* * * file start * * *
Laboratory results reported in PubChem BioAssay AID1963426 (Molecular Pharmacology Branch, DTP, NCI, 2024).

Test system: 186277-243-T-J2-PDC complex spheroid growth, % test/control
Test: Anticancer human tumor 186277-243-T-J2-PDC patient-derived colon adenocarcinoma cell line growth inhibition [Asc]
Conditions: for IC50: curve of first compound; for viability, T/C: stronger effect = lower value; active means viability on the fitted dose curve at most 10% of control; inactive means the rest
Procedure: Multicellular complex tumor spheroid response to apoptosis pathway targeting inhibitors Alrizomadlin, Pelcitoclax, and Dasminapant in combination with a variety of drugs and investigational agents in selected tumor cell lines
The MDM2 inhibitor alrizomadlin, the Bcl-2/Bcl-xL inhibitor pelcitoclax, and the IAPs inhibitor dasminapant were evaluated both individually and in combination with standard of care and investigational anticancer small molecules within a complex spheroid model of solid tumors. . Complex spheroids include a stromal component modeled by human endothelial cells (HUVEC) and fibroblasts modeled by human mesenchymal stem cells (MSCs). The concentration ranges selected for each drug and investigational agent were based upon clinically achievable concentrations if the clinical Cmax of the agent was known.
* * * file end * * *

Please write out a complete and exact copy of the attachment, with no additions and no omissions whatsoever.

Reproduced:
Laboratory results reported in PubChem BioAssay AID1963426 (Molecular Pharmacology Branch, DTP, NCI, 2024).

Test system: 186277-243-T-J2-PDC complex spheroid growth, % test/control
Test: Anticancer human tumor 186277-243-T-J2-PDC patient-derived colon adenocarcinoma cell line growth inhibition [Asc]
Conditions: for IC50: curve of first compound; for viability, T/C: stronger effect = lower value; active means viability on the fitted dose curve at most 10% of control; inactive means the rest
Procedure: Multicellular complex tumor spheroid response to apoptosis pathway targeting inhibitors Alrizomadlin, Pelcitoclax, and Dasminapant in combination with a variety of drugs and investigational agents in selected tumor cell lines
The MDM2 inhibitor alrizomadlin, the Bcl-2/Bcl-xL inhibitor pelcitoclax, and the IAPs inhibitor dasminapant were evaluated both individually and in combination with standard of care and investigational anticancer small molecules within a complex spheroid model of solid tumors. . Complex spheroids include a stromal component modeled by human endothelial cells (HUVEC) and fibroblasts modeled by human mesenchymal stem cells (MSCs). The concentration ranges selected for each drug and investigational agent were based upon clinically achievable concentrations if the clinical Cmax of the agent was known.